Thursday, January 9, 2014

Happy New Year!

This week's Big Fish

Math in River Class

Both first and second year students work on CGI math problems. Cognitively Guided Instruction (CGI) is a professional development program that increases teachers’ understanding of the knowledge that students bring to the math learning process and how they connect that knowledge with formal concepts and operations. Developed by education researchers Thomas Carpenter, Elizabeth Fennema, Penelope Peterson, Megan Loef Franke, and Linda Levi, CGI is guided by two major theses. The first is that children bring an intuitive knowledge of mathematics to school with them and that this knowledge should serve as the basis for developing formal mathematics instruction in primary school. This thesis leads to an emphasis on assessing the processes that students use to solve problems. The second thesis is that math instruction should be based on the relationship between computational skills and problem solving, which leads to an emphasis on problem solving in the classroom instead of the repetition of number facts (e.g., practicing the rules of addition and subtraction).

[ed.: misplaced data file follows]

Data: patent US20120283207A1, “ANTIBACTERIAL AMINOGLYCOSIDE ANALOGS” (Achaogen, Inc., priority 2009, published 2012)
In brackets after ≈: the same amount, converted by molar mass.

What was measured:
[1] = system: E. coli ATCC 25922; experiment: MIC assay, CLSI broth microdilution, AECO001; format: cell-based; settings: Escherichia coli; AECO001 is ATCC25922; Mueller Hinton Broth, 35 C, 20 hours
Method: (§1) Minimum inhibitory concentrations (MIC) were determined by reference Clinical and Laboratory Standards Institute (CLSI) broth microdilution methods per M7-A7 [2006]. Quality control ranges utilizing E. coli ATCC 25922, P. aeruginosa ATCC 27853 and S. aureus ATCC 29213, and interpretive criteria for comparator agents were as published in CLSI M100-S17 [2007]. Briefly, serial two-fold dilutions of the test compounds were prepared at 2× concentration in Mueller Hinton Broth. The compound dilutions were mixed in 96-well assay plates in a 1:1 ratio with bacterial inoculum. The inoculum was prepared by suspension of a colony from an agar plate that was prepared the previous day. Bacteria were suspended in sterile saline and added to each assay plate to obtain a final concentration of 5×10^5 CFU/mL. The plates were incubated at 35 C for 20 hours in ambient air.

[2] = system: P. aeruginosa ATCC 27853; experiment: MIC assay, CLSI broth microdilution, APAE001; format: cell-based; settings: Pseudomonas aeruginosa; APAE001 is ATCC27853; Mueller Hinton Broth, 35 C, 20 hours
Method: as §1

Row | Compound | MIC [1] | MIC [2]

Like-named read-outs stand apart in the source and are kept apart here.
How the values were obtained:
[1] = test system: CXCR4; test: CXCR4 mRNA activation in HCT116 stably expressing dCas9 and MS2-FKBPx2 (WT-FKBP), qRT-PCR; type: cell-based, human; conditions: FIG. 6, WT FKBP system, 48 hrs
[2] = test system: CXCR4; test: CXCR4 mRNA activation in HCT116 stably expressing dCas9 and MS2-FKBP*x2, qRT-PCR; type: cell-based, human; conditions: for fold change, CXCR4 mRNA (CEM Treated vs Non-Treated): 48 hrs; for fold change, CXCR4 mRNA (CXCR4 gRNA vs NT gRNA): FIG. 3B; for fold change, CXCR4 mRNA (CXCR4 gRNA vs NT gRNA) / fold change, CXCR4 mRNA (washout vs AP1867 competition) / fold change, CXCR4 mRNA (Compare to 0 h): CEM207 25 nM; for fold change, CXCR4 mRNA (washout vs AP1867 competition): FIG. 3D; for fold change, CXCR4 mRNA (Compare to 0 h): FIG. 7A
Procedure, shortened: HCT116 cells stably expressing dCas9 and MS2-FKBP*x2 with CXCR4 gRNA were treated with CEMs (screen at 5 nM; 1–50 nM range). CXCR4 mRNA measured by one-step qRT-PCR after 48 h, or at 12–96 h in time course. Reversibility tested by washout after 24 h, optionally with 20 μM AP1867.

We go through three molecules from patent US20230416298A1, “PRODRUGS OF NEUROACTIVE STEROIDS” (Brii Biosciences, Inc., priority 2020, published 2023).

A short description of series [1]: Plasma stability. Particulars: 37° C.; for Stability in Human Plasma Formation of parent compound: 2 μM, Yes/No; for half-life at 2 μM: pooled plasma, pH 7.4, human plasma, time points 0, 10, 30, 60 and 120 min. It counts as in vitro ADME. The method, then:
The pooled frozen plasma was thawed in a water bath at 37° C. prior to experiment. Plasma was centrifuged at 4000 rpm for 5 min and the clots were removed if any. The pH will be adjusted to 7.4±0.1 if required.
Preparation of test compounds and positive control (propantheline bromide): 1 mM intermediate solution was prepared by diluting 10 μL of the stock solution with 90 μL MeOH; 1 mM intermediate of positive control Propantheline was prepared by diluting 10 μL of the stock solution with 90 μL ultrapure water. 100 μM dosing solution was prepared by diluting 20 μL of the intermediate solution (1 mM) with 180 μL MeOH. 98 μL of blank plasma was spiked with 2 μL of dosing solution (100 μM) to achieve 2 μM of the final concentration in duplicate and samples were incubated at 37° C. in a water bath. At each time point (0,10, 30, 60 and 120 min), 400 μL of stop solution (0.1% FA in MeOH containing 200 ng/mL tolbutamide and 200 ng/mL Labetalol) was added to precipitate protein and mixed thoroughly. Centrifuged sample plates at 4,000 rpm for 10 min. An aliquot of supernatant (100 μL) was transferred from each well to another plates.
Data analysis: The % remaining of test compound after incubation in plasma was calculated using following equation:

In Dee's math group students have been working on CGI problems as pictured above and to the right. Students are asked to demonstrate in pictures or in number sentences how they solved the word problem. Sometimes students' names are used in the word problems along with their favorite things. This helps keep the math interesting and the children motivated. Problems include addition, subtraction, multiplication, and division.

In Ruth's math group students have been playing Ten-Frame Trains as pictured above. The application of ten-frames can be found in the work of researchers such as Van deWalle (1988) and Bobis (1988). Students have fun playing a variety of games associated with the number ten. Children learn a variety of strategies whilst playing the assortment of activities.

Students in Ruth's math group also had a listening exercise using a hundred chart. They were given verbal and written instructions to follow. Words to listen out for included before, after, between, digit, plus, minus, more, less, odd, and even. The completed design on the hundred chart should represent a letter of the alphabet, a number, or an object. Children are motivated to complete the exercise in order to discover what the final picture will look like. 

Both math groups enjoyed some time on the iPads. Second years worked on DreamBox, and first year students enjoyed a variety of math apps including Slate Math, SumStacker, and Acorn Multiplication.